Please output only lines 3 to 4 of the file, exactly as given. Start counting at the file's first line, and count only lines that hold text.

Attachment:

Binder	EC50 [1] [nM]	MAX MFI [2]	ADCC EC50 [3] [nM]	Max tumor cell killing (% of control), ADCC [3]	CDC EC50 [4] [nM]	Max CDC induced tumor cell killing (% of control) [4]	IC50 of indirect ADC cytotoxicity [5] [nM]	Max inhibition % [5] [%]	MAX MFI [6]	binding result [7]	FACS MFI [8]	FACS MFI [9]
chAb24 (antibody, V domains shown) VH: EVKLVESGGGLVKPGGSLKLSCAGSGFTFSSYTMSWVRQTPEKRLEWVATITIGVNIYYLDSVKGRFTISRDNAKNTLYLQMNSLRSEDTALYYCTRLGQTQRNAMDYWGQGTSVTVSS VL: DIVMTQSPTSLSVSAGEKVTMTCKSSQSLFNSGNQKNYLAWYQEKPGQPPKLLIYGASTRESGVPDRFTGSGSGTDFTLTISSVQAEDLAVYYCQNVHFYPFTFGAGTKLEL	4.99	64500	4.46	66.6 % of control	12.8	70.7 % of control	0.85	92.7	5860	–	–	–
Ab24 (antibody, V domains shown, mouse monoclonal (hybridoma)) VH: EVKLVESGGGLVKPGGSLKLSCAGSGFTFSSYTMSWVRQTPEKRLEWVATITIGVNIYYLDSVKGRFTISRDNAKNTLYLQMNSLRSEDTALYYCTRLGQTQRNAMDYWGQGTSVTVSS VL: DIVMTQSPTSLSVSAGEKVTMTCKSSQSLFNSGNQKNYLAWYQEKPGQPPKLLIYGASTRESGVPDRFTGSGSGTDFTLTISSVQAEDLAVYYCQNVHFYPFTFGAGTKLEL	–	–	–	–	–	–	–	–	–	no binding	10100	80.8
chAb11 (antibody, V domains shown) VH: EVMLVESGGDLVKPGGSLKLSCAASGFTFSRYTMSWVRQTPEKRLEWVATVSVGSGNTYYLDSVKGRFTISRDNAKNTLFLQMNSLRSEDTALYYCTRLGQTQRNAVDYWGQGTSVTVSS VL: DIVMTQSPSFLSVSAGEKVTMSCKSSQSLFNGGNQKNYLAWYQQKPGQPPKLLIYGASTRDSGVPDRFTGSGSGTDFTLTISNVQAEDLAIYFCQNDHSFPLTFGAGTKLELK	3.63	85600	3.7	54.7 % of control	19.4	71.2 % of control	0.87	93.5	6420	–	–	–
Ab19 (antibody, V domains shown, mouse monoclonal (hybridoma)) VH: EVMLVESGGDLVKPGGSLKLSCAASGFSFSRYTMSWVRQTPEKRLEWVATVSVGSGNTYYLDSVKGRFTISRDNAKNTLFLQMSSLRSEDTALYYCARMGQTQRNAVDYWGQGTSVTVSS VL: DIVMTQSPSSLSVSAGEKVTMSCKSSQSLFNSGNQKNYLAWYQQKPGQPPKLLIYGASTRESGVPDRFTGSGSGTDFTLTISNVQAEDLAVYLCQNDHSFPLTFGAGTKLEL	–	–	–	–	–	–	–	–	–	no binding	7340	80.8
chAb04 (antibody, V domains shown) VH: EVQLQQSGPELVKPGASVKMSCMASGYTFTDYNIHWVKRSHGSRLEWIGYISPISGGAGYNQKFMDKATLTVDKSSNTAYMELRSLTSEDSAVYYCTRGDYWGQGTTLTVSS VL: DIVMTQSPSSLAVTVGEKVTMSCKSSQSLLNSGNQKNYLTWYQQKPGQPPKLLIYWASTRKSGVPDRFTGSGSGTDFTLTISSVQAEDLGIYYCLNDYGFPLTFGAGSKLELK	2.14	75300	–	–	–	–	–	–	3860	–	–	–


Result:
Ab24 (antibody, V domains shown, mouse monoclonal (hybridoma)) VH: EVKLVESGGGLVKPGGSLKLSCAGSGFTFSSYTMSWVRQTPEKRLEWVATITIGVNIYYLDSVKGRFTISRDNAKNTLYLQMNSLRSEDTALYYCTRLGQTQRNAMDYWGQGTSVTVSS VL: DIVMTQSPTSLSVSAGEKVTMTCKSSQSLFNSGNQKNYLAWYQEKPGQPPKLLIYGASTRESGVPDRFTGSGSGTDFTLTISSVQAEDLAVYYCQNVHFYPFTFGAGTKLEL	–	–	–	–	–	–	–	–	–	no binding	10100	80.8
chAb11 (antibody, V domains shown) VH: EVMLVESGGDLVKPGGSLKLSCAASGFTFSRYTMSWVRQTPEKRLEWVATVSVGSGNTYYLDSVKGRFTISRDNAKNTLFLQMNSLRSEDTALYYCTRLGQTQRNAVDYWGQGTSVTVSS VL: DIVMTQSPSFLSVSAGEKVTMSCKSSQSLFNGGNQKNYLAWYQQKPGQPPKLLIYGASTRDSGVPDRFTGSGSGTDFTLTISNVQAEDLAIYFCQNDHSFPLTFGAGTKLELK	3.63	85600	3.7	54.7 % of control	19.4	71.2 % of control	0.87	93.5	6420	–	–	–